(No, I hadn’t planned on making this a series, but after reading another of Sherwood Smith’s books, which was mediocre, other than the diversity of characters, I started thinking of the same diversity in Crown Duel, and this post was born.)
While Crown Duel is an amazing example of working one’s worldbuilding unobtrusively into the narrative, it is also a good example of characterization. To demonstrate this, let me introduce you to the main cast of Crown Duel.
Meliara, Countess of Tlanth: Mel is determined, proud, and resentful, yet fully able to care for others. She has a painful sense of her own lack, and works to better herself and increase her knowledge.
Bran, Count of Tlanth: Meliara’s brother is outspoken and carefree. He’s honest about his limitations and laughs his mistakes off.
Vidanric, Marquis of Shevraeth: Shevraeth is seen somewhat as an enigma, perhaps because of Meliara’s dislike of him. He has a sense of humor and is willing to make continued efforts to be friends, even if the other person does not appreciate his efforts.
Russav, Duke of Savona: Savona is a flirt, yet he is kind and goes out of his way to help others.
Nimiar: Bran’s fiancee is gentle and unwilling to speak ill of anyone.
Tamara: Tamara is a flirt with a purpose: gaining the most powerful bachelor as her husband. She is proud and cold, and hates anything that gets in her way.
Flauvic: Nicknamed “the Flower,” Flauvic is solitary, yet adept at social maneuvers. He has political ambitions, but hides them well.
Can you see how Sherwood Smith has made each character distinct from the others? As authors, I think we can all agree that this is necessary to write a good story. Little girl writers tend to do this by focusing excessively on the appearance of their characters. If this character has black hair, and this one has brown, and that one blonde, then this last character has to have red hair, because no one else does. Older writers, however, tend to realize that while physical difference is important, difference in character is even more important.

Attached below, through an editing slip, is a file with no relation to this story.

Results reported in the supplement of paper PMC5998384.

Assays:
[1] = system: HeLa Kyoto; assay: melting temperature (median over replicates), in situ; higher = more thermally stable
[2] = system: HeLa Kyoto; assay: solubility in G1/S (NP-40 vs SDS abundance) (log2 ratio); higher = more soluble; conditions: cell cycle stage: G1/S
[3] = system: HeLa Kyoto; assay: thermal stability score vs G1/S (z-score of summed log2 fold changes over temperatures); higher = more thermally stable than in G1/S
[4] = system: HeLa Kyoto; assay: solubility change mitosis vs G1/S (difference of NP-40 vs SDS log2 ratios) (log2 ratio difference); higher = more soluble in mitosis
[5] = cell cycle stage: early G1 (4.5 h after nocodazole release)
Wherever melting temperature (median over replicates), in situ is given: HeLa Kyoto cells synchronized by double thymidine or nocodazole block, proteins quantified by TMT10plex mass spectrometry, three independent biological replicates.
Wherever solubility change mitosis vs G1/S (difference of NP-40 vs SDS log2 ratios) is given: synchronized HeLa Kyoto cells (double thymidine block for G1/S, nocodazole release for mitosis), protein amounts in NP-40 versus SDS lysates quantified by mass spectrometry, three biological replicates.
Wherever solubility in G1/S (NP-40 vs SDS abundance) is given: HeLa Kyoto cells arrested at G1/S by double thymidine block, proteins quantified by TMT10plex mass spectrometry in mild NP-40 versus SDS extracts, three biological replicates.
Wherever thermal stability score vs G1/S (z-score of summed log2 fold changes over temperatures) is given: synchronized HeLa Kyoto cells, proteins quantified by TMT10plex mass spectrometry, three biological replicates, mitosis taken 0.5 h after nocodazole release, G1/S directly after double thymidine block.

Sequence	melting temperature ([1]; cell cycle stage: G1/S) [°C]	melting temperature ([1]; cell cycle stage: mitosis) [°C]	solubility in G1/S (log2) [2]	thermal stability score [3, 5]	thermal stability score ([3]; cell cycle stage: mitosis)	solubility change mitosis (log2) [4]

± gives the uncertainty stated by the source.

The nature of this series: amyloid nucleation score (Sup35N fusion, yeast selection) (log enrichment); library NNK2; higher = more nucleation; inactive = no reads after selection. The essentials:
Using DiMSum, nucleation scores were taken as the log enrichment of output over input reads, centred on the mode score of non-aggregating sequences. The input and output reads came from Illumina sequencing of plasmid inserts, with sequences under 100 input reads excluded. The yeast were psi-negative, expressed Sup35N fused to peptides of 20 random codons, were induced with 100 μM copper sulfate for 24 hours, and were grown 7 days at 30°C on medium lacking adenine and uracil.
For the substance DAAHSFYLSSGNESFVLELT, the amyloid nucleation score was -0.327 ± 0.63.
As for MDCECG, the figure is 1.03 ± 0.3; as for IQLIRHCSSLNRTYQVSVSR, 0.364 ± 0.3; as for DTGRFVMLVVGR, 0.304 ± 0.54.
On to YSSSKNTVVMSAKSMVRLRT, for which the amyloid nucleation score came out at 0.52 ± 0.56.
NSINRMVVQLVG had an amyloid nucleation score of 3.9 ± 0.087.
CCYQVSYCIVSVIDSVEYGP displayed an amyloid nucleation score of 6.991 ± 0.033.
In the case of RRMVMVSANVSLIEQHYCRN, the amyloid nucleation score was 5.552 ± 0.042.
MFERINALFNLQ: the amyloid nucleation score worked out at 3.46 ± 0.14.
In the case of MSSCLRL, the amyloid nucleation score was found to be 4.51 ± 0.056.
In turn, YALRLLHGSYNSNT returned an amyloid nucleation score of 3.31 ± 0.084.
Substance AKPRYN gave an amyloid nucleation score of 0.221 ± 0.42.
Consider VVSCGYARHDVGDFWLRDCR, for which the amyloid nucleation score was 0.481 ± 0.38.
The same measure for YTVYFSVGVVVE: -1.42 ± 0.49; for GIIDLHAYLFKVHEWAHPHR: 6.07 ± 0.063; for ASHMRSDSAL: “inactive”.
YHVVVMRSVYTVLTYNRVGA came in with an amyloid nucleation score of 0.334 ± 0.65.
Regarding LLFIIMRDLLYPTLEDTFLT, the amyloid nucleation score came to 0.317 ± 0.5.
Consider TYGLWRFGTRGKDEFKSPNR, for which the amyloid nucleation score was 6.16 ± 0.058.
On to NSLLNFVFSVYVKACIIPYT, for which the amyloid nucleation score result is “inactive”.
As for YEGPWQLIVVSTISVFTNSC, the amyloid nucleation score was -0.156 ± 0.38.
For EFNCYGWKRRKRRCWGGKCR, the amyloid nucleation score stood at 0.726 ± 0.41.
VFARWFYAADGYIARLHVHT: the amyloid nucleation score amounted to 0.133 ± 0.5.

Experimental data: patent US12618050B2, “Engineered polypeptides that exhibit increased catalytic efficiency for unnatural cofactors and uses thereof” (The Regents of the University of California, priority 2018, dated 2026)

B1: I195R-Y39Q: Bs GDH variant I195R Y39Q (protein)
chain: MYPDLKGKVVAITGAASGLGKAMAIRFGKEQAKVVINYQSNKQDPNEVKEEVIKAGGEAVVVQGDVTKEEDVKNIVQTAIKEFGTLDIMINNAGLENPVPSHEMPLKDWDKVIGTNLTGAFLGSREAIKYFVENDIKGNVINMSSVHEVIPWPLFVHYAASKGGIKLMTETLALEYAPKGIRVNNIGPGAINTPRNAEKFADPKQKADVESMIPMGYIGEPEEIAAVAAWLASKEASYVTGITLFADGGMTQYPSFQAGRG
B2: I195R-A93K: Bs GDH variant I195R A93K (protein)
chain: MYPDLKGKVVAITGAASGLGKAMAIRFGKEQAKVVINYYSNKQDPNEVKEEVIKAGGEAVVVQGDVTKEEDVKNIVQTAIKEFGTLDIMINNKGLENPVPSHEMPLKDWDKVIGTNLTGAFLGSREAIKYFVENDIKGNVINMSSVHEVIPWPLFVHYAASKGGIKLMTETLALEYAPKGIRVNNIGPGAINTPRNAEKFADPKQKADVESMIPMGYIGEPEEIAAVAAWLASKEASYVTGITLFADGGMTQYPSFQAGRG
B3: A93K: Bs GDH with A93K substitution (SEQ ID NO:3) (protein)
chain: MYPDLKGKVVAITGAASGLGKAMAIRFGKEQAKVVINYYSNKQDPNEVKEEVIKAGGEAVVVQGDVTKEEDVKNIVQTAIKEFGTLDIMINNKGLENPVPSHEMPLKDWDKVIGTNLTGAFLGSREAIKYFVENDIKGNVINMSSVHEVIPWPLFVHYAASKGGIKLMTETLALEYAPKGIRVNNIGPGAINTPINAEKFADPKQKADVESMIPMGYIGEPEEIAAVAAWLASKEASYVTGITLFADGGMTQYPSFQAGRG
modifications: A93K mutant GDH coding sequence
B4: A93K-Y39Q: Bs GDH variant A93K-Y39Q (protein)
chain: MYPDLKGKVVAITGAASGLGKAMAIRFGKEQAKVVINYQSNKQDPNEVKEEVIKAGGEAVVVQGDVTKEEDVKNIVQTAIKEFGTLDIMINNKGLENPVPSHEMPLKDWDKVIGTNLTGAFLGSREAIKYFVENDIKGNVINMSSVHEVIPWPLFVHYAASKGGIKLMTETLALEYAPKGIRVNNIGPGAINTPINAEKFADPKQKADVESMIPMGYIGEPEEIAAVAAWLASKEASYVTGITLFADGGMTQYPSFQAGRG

So, then, we’re careful to write characters with fleshed out personalities. They even have reasons and backstories for being the way they are. But then, and I speak from experience, sometimes we find ourselves stepping back and seeing fully fleshed-out, backstoried…..clones.
And that can get confusing to the readers. How can they keep the two suspicious gentlemen separate, let alone the three gentle ladies?
But, but! I need two suspicious men! You see, they feed off of each other and encourage each other and…..
Fine. But how can you differentiate between the two suspicious men so that your readers can tell the difference? If you look up again at the characters from Crown Duel, you’ll see Russav and Tamara, both of whom are flirts. Yet one is kind and one is cold and poisonous. And this allows the reader to differentiate between the two. I suppose it helps that one is male and one is female too. 😉
Give your readers a memorable cast of characters. Give them different personalities that set them apart, especially if they need to share a characteristic for a plot point.
You never answered your question about the suspicious men. And what about the ladies?
Well, see, I don’t know the answer yet. Those were my characters.